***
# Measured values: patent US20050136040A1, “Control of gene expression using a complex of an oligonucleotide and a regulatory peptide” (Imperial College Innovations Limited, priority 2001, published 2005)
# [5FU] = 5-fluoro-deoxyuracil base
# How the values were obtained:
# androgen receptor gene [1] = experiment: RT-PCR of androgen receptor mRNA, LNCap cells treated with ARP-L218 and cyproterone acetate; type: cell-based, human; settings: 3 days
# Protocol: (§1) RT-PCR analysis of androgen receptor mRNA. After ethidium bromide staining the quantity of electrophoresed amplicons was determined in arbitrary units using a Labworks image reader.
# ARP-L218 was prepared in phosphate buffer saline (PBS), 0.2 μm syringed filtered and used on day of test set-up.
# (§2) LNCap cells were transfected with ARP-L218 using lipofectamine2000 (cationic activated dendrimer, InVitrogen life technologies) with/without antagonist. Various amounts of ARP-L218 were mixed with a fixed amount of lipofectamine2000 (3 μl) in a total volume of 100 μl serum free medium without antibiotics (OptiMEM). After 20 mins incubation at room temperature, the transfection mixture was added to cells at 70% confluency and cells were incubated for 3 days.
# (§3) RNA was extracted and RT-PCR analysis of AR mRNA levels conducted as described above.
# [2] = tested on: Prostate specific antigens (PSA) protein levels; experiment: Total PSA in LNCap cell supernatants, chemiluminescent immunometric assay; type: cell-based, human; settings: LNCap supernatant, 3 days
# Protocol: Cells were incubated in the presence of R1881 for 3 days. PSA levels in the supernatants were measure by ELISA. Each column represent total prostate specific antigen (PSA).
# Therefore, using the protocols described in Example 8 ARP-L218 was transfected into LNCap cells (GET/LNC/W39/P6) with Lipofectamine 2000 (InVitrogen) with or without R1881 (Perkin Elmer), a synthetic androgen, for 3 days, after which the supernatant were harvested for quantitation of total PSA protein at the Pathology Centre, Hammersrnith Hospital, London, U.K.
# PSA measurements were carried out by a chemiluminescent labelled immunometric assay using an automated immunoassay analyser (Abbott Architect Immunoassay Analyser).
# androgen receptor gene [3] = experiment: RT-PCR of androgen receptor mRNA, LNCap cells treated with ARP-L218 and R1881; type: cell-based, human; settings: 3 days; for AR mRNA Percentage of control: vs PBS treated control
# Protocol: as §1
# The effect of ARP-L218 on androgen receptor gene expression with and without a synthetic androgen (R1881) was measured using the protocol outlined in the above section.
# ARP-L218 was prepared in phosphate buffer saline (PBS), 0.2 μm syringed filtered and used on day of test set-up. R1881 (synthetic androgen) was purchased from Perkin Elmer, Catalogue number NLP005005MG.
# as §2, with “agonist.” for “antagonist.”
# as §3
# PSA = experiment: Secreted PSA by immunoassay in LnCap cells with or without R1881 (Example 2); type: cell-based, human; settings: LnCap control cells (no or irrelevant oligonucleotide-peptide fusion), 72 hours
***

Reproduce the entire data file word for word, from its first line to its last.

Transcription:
# Measured values: patent US20050136040A1, “Control of gene expression using a complex of an oligonucleotide and a regulatory peptide” (Imperial College Innovations Limited, priority 2001, published 2005)
# [5FU] = 5-fluoro-deoxyuracil base
# How the values were obtained:
# androgen receptor gene [1] = experiment: RT-PCR of androgen receptor mRNA, LNCap cells treated with ARP-L218 and cyproterone acetate; type: cell-based, human; settings: 3 days
# Protocol: (§1) RT-PCR analysis of androgen receptor mRNA. After ethidium bromide staining the quantity of electrophoresed amplicons was determined in arbitrary units using a Labworks image reader.
# ARP-L218 was prepared in phosphate buffer saline (PBS), 0.2 μm syringed filtered and used on day of test set-up.
# (§2) LNCap cells were transfected with ARP-L218 using lipofectamine2000 (cationic activated dendrimer, InVitrogen life technologies) with/without antagonist. Various amounts of ARP-L218 were mixed with a fixed amount of lipofectamine2000 (3 μl) in a total volume of 100 μl serum free medium without antibiotics (OptiMEM). After 20 mins incubation at room temperature, the transfection mixture was added to cells at 70% confluency and cells were incubated for 3 days.
# (§3) RNA was extracted and RT-PCR analysis of AR mRNA levels conducted as described above.
# [2] = tested on: Prostate specific antigens (PSA) protein levels; experiment: Total PSA in LNCap cell supernatants, chemiluminescent immunometric assay; type: cell-based, human; settings: LNCap supernatant, 3 days
# Protocol: Cells were incubated in the presence of R1881 for 3 days. PSA levels in the supernatants were measure by ELISA. Each column represent total prostate specific antigen (PSA).
# Therefore, using the protocols described in Example 8 ARP-L218 was transfected into LNCap cells (GET/LNC/W39/P6) with Lipofectamine 2000 (InVitrogen) with or without R1881 (Perkin Elmer), a synthetic androgen, for 3 days, after which the supernatant were harvested for quantitation of total PSA protein at the Pathology Centre, Hammersrnith Hospital, London, U.K.
# PSA measurements were carried out by a chemiluminescent labelled immunometric assay using an automated immunoassay analyser (Abbott Architect Immunoassay Analyser).
# androgen receptor gene [3] = experiment: RT-PCR of androgen receptor mRNA, LNCap cells treated with ARP-L218 and R1881; type: cell-based, human; settings: 3 days; for AR mRNA Percentage of control: vs PBS treated control
# Protocol: as §1
# The effect of ARP-L218 on androgen receptor gene expression with and without a synthetic androgen (R1881) was measured using the protocol outlined in the above section.
# ARP-L218 was prepared in phosphate buffer saline (PBS), 0.2 μm syringed filtered and used on day of test set-up. R1881 (synthetic androgen) was purchased from Perkin Elmer, Catalogue number NLP005005MG.
# as §2, with “agonist.” for “antagonist.”
# as §3
# PSA = experiment: Secreted PSA by immunoassay in LnCap cells with or without R1881 (Example 2); type: cell-based, human; settings: LnCap control cells (no or irrelevant oligonucleotide-peptide fusion), 72 hours